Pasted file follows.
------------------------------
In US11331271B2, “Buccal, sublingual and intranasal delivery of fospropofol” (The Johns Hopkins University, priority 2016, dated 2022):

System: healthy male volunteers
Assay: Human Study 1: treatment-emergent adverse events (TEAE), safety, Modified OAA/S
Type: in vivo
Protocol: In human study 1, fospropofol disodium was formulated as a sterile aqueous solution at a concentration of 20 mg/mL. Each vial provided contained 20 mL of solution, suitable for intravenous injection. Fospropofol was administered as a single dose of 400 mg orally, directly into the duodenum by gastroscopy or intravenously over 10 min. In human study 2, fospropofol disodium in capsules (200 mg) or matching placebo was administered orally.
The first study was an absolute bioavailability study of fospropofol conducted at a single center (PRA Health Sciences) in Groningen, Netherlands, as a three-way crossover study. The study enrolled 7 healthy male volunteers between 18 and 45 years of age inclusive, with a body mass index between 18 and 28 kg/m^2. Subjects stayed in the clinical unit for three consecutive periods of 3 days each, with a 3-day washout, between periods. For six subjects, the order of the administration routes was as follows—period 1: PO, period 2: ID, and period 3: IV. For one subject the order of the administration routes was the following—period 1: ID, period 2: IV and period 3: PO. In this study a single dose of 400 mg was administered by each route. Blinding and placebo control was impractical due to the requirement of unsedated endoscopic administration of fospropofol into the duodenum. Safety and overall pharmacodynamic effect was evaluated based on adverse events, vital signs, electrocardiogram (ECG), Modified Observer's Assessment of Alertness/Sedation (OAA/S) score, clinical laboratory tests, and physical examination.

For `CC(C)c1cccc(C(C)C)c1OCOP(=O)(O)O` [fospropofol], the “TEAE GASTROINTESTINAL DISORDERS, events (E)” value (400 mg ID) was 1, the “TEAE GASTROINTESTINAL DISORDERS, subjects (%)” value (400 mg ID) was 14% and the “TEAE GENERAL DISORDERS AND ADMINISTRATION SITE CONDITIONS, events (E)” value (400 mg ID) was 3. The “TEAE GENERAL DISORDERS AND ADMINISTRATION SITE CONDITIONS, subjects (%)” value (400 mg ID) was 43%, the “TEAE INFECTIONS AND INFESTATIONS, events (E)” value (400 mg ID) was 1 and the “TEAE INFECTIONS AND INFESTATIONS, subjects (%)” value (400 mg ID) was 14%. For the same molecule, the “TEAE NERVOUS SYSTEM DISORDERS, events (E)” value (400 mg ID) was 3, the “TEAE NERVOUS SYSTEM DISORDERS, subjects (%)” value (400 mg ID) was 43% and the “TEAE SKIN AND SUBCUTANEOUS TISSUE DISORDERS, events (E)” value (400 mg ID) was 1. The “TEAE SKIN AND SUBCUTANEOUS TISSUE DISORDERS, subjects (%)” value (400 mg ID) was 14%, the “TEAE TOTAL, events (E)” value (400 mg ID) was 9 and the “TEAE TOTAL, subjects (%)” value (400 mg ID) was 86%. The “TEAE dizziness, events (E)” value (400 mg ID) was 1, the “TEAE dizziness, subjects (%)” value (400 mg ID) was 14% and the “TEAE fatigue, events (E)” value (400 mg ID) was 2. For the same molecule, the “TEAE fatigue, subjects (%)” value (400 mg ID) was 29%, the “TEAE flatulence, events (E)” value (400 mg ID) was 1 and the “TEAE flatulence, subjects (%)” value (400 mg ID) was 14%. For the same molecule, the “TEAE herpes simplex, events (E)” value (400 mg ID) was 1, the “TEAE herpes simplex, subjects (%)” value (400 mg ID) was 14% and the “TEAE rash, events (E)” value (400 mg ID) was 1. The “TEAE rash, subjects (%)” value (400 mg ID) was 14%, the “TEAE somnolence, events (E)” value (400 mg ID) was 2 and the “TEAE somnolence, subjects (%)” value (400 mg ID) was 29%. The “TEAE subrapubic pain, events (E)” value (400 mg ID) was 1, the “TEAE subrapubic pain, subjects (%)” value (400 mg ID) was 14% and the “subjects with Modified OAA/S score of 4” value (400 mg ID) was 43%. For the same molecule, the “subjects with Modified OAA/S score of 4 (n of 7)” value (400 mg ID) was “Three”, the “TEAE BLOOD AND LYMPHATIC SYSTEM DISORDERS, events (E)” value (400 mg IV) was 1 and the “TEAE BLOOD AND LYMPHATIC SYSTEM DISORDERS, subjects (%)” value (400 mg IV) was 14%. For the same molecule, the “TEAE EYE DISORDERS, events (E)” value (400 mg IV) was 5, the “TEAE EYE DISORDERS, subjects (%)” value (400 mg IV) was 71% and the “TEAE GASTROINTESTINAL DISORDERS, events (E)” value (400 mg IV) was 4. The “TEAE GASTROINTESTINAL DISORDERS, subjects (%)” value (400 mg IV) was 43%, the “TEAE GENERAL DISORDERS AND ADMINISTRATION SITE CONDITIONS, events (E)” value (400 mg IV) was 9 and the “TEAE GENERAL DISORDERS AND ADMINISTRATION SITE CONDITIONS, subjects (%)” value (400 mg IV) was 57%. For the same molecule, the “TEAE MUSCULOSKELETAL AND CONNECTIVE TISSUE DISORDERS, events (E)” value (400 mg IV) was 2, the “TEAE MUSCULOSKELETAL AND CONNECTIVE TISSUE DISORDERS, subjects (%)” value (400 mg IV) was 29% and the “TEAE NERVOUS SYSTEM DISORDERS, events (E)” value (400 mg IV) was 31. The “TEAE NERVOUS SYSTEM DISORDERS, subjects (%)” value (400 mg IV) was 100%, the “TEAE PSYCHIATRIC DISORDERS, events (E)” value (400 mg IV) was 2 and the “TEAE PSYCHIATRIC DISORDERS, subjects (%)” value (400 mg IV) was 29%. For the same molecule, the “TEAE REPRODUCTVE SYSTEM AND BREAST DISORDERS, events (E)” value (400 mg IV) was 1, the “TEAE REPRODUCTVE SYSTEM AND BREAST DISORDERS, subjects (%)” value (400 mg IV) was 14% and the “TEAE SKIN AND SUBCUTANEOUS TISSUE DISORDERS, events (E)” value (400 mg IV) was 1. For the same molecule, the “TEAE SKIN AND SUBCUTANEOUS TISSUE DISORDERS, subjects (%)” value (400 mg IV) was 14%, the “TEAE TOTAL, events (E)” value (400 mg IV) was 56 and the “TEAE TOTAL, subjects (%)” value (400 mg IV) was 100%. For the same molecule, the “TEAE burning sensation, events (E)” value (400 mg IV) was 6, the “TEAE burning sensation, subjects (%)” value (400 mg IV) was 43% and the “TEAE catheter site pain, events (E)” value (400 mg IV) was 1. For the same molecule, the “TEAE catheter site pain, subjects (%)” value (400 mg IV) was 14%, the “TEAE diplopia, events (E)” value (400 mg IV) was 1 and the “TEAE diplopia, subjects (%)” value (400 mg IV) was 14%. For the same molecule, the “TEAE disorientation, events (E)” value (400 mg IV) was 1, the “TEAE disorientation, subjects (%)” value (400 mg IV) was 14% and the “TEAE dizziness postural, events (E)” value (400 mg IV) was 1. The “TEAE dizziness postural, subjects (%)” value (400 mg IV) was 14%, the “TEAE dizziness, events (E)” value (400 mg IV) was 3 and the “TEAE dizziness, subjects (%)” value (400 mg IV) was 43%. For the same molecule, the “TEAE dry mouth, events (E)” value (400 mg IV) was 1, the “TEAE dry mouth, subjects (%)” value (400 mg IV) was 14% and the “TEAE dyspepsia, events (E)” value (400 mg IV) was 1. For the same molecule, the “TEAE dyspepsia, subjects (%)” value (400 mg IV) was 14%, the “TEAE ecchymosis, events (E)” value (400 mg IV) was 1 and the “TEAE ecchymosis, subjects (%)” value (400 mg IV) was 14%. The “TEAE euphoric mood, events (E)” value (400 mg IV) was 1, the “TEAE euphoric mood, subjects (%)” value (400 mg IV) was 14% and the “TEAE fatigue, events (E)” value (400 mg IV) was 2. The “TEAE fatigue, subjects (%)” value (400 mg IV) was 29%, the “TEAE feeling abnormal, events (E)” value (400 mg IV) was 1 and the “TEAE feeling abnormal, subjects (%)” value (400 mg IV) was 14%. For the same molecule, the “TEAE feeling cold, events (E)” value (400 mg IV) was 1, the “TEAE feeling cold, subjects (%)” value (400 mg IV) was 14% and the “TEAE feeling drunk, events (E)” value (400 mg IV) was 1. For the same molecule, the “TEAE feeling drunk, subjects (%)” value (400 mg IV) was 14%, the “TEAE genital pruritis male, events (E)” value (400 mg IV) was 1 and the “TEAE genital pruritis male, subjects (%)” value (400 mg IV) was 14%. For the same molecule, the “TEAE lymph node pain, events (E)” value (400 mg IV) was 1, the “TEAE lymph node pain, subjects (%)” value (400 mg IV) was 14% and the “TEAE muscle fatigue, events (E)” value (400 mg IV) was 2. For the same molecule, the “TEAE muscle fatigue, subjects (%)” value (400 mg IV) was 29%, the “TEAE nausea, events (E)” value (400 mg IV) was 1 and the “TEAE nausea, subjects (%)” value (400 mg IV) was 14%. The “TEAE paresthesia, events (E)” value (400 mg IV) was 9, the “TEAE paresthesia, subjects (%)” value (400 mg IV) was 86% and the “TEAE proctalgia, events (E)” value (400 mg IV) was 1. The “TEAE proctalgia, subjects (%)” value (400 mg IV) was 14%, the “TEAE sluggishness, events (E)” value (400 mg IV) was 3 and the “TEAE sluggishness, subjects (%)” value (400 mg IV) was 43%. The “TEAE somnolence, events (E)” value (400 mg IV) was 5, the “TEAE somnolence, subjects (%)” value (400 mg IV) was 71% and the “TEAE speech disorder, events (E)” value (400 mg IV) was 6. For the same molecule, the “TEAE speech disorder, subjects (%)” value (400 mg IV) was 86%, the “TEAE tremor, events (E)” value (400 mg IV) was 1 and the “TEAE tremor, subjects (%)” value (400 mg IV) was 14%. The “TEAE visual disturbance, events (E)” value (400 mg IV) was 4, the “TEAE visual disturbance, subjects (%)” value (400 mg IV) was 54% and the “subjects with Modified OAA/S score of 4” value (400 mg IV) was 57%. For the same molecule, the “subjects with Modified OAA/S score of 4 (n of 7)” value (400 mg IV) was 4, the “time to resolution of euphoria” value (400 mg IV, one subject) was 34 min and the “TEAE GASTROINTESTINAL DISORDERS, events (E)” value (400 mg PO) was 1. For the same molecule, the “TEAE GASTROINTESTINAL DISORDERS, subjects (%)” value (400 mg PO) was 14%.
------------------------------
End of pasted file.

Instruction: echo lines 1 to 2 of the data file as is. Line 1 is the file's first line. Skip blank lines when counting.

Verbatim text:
In US11331271B2, “Buccal, sublingual and intranasal delivery of fospropofol” (The Johns Hopkins University, priority 2016, dated 2022):

System: healthy male volunteers